Stock-Based Pay, Liquidity, and the Role of Market Making

34 Pages Posted: 25 Sep 2019 Last revised: 11 Aug 2021

See all articles by Riccardo Calcagno

Riccardo Calcagno

Politecnico di Torino

Florian Heider

Leibniz Institute for Financial Research SAFE; Goethe University Frankfurt; Centre for Economic Policy Research (CEPR)

Date Written: August 11, 2021

Abstract

We study the role of stock market characteristics on managerial compensation. A risk averse manager exerts an unobservable effort that drives future firm value. The value cannot be used in the incentive contract because it realizes in the distant future and compensating the manager cannot be postponed until then. The stock price emerges endogenously because of trading by informed and uninformed traders in a standard competitive noisy rational expectations equilibrium model. We identify new ''skin-in-the-game'' and ''information-overlap'' terms in the weights the optimal incentive contract gives to the stock price and to public information. We derive novel comparative statics, e.g., the manager may receive more stock-based pay when traders' information becomes worse. The contract always uses public information except in the special case when uninformed traders are risk-neutral.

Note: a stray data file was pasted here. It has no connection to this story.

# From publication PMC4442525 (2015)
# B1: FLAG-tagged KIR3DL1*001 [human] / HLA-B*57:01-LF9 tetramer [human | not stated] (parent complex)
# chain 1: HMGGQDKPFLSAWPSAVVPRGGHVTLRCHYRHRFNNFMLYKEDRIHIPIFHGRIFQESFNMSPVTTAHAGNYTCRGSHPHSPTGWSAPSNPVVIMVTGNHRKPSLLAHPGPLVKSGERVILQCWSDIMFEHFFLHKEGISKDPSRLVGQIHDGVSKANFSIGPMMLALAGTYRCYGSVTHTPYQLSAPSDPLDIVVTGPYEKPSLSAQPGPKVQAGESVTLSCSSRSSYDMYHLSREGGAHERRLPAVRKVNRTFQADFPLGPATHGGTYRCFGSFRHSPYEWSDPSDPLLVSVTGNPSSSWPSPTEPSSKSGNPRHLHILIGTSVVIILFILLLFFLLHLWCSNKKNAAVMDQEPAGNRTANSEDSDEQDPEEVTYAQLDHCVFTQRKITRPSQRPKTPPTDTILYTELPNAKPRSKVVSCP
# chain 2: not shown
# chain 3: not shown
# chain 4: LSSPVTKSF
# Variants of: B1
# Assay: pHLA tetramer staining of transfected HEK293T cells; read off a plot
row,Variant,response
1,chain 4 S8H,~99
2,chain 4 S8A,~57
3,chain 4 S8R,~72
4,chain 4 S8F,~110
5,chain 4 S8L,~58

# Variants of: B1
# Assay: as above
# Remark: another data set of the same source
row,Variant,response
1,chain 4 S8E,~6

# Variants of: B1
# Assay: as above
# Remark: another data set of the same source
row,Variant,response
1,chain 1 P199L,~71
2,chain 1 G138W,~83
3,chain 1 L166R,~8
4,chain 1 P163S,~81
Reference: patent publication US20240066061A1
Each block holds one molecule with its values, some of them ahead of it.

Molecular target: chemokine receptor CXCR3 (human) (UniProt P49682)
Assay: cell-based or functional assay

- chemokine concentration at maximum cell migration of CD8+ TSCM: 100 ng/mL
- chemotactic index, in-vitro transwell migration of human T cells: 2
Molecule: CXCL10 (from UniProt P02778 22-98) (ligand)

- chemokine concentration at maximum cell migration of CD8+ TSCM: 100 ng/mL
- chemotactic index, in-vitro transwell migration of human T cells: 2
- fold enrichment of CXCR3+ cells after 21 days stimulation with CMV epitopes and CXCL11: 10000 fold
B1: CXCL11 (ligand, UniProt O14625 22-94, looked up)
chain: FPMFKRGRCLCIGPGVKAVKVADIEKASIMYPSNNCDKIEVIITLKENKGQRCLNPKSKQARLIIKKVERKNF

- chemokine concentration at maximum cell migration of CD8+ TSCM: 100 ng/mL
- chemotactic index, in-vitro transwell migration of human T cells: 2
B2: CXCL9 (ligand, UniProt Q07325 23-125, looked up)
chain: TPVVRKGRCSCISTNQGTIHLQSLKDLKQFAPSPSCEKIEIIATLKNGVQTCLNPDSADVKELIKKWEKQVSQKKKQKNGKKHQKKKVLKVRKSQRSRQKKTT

Keywords: stock-based pay, liquidity, information trading, market making, stock-market efficiency

JEL Classification: G14, G34, D86

Suggested Citation

Calcagno, Riccardo and Heider, Florian, Stock-Based Pay, Liquidity, and the Role of Market Making (August 11, 2021). Journal of Economic Theory, Forthcoming, Available at SSRN: https://ssrn.com/abstract=3459071 or http://dx.doi.org/10.2139/ssrn.3459071

Riccardo Calcagno

Politecnico di Torino ( email )

Corso Duca degli Abruzzi, 24
Torino, Torino 10129
Italy

Florian Heider (Contact Author)

Leibniz Institute for Financial Research SAFE ( email )

House of Finance
Theodor-W.-Adorno-Platz 3
Frankfurt, 60323
Germany

Goethe University Frankfurt ( email )

Finance Department
Theodor-W.-Adorno-Platz 3
Frankfurt am Main, 60323
Germany

Centre for Economic Policy Research (CEPR) ( email )

London
United Kingdom

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